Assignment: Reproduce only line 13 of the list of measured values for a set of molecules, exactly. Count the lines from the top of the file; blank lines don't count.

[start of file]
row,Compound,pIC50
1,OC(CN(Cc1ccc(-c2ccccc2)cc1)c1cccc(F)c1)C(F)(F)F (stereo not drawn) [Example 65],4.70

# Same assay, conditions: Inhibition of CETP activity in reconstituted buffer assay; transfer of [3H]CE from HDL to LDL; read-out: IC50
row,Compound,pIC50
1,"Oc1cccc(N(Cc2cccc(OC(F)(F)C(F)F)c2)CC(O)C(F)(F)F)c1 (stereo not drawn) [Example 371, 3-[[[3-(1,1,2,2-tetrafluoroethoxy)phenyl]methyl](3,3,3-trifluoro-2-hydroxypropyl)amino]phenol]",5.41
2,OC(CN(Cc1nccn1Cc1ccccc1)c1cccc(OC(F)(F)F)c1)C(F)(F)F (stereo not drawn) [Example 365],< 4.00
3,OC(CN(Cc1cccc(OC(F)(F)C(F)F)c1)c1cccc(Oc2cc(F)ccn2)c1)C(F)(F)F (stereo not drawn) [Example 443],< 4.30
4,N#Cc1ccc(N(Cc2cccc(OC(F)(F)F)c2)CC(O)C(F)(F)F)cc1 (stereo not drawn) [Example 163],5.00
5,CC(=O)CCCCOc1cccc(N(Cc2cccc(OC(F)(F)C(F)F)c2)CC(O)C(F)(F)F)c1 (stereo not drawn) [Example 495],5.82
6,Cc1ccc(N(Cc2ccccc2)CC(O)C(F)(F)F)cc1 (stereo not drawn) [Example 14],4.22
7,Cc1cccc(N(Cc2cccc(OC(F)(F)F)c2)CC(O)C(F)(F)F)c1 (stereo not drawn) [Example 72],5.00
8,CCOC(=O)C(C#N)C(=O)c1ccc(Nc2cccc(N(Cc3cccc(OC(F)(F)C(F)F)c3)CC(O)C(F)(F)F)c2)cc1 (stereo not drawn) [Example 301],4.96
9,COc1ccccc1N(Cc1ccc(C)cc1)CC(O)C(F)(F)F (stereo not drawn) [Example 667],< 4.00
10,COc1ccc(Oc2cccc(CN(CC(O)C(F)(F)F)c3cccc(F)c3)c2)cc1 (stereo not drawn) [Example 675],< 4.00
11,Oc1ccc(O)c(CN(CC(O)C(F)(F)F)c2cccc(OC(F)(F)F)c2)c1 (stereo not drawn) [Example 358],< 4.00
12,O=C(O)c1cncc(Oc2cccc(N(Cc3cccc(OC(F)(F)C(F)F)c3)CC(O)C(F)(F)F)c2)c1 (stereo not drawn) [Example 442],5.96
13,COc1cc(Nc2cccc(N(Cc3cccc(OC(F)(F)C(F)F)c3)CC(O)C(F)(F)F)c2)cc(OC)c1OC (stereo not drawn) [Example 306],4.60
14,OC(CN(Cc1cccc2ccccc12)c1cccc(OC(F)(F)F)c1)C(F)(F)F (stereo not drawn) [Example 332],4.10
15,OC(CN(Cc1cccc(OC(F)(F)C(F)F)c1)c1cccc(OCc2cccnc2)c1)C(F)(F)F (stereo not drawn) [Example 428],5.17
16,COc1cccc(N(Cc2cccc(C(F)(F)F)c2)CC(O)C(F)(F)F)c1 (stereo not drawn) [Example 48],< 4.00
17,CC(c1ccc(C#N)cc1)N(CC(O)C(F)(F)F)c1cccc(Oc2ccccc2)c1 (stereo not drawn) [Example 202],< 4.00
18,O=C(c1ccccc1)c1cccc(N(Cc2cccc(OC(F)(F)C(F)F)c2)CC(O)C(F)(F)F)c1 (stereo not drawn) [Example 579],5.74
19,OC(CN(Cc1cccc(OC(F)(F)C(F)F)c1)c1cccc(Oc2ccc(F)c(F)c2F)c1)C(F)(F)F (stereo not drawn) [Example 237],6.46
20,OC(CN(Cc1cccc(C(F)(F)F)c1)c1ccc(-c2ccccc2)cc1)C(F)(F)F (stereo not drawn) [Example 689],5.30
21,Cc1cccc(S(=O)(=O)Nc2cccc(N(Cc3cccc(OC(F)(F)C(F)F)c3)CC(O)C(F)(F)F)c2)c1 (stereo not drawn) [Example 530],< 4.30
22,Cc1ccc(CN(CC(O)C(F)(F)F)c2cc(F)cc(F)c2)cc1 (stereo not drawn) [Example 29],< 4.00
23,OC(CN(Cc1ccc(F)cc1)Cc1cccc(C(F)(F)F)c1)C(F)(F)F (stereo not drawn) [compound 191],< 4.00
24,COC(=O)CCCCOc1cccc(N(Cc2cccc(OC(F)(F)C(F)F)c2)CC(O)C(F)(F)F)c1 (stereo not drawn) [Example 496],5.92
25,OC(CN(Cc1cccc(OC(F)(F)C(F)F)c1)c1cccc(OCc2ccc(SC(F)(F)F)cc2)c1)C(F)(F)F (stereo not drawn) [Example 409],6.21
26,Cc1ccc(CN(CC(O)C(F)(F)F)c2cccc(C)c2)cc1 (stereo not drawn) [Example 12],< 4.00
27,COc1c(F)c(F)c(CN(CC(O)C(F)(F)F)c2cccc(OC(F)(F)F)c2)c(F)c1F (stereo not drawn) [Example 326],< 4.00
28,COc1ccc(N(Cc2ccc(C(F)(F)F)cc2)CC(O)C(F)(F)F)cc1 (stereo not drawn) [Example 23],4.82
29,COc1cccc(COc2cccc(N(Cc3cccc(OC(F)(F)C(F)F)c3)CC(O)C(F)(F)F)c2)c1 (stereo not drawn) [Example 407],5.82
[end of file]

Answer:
9,COc1ccccc1N(Cc1ccc(C)cc1)CC(O)C(F)(F)F (stereo not drawn) [Example 667],< 4.00